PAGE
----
The Mandalorian episode review season 2

This review contains spoilers for The Mandalorian season 2, episode 7, “Chapter 15: The Believer.”

In addition to Star Wars: The Bad Batch, Disney has officially announced an Ahsoka Tano series (among so many others) for Disney+, spinning out of her appearance in The Mandalorian. We basically predicted that in episode 5, as we only caught up briefly with Ahsoka in that episode while she was hunting for information on Thrawn. Now, with her spin-off show formally announced, it helps spell out an overall problem with season 2: Despite being called The Mandalorian, the show is rarely, if ever, focused on Mando (Pedro Pascal) — a statement that’s reinforced by the events of “The Believer.”

So here’s the situation: Grogu has been kidnapped, Moff Gideon (Giancarlo Esposito) is going to conduct some horrible experiments on him, and Mando is dead-set on retrieving him at any cost. The problem is they don’t know where Moff Gideon is and need his coordinates. So the focus of the episode is Bill Burr’s newly freed Mayfeld — a throwaway character from last season — and his time with the Empire while he and Mando find the coordinates. Sure, there are brief glimpses and some telling information that we learn about Mando, like he’s registered in the Empire’s database, implying he worked for them in some capacity, but most of the character development is on a side character that hardly anyone was asking about before this episode.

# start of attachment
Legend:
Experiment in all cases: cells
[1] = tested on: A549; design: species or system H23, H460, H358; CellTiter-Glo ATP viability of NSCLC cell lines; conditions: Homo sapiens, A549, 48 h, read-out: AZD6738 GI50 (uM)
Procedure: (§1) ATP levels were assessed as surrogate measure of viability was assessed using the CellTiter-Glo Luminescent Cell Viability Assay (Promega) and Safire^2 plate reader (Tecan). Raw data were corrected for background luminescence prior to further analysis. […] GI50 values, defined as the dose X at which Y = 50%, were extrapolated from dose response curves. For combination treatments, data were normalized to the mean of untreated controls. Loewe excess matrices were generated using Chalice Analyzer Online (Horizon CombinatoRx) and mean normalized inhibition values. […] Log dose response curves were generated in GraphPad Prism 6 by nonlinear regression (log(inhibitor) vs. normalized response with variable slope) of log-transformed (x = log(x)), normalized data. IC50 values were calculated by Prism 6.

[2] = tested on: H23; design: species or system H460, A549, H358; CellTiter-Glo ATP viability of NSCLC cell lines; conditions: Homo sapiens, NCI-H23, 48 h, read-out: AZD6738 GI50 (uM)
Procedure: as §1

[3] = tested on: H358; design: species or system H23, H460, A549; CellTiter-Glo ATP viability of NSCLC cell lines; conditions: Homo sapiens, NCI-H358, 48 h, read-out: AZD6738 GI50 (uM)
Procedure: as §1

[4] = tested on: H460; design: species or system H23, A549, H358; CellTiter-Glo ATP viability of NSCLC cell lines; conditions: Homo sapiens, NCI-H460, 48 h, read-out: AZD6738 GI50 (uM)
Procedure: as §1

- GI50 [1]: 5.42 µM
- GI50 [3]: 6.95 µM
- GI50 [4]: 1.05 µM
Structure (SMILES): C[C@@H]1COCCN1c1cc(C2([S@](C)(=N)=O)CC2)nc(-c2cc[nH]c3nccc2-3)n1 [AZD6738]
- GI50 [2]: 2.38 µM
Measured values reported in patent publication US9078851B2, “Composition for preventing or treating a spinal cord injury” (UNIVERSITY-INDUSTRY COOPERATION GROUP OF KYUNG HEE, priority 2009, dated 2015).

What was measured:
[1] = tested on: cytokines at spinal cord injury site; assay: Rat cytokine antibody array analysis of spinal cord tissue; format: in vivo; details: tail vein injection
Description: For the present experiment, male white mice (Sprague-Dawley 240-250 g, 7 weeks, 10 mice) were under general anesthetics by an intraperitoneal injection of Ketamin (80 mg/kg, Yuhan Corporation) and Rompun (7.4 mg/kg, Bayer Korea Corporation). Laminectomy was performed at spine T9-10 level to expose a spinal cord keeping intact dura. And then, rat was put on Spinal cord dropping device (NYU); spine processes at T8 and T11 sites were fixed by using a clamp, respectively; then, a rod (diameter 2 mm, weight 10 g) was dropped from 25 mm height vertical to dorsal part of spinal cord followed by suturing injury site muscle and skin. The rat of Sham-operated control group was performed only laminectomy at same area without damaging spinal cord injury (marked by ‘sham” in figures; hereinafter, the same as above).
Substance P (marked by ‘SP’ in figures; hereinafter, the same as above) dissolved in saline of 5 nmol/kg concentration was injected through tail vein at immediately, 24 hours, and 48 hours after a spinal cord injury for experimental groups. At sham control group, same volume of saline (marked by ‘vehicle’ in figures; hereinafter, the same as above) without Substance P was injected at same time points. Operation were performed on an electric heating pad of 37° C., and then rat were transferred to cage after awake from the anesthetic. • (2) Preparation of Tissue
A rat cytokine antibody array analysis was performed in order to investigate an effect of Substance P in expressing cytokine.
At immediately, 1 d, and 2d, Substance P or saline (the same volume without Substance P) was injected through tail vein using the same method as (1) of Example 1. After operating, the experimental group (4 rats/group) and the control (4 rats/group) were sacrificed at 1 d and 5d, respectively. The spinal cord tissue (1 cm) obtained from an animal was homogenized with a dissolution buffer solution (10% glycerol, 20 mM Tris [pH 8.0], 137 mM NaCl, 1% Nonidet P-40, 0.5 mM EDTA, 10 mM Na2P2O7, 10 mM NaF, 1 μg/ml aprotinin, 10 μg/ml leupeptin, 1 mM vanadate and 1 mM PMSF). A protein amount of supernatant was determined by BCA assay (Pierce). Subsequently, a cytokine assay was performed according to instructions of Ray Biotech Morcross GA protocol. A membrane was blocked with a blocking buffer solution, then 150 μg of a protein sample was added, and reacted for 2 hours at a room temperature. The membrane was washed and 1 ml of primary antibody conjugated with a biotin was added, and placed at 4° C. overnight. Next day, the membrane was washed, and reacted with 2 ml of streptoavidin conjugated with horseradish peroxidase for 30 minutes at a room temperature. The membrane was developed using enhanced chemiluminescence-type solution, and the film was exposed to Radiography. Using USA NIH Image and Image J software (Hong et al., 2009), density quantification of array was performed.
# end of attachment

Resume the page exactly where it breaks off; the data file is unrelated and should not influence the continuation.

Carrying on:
Granted, last episode’s outstanding action and impactful developments may have raised expectations that the show could maintain that great momentum, but the events of “The Believer” just feel like a step backwards. Of course we couldn’t just have Mando and gang go guns blazing into Moff Gideon’s base without a plan of attack, but it feels like the show got distracted along the way.

Star Wars The Mandalorian season 2 chapter 7: the believer review boba fett disney+

Why do we need to set up Mayfeld as having worked for the Empire previously? Why do we need to specify that he has remorse for his actions? Why do any of this? And the only answer I could come up with was to use his character in the new Mandalorian spin-offs that were just announced. Expect him to appear in Ahsoka and Rangers of the New Republic in some capacity. His character isn’t unique as he’s just another rendition of Finn — one that’s not even as interesting, with his stunted character development.

One of the biggest appeals that The Mandalorian had going for it last year was how it felt so far removed from anything we had seen from the franchise before. There were no Skywalkers, no Sith, no major Force-wielders — just the story of a bounty hunter trying to become a better man to care for his adopted child. Now the show seems more eager to set up spin-offs and returning characters in other shows, rather than making its main show as good as it can be.

There are good beats in “The Believer” that deserve way more time and attention. I really enjoyed watching Mando, for the brief time the episode decides to focus on him, having to remove his helmet in order to blend in with the rest of the stormtroopers. While Mayfeld pointed out on their ride over to the base that Mando will bend his Mandalorian code in order to justify his needs, his actions here instead come across as his being so desperate to save his son’s life that he’ll put aside his beliefs. He’ll remove his mask to get the job done as long as it results in saving Grogu.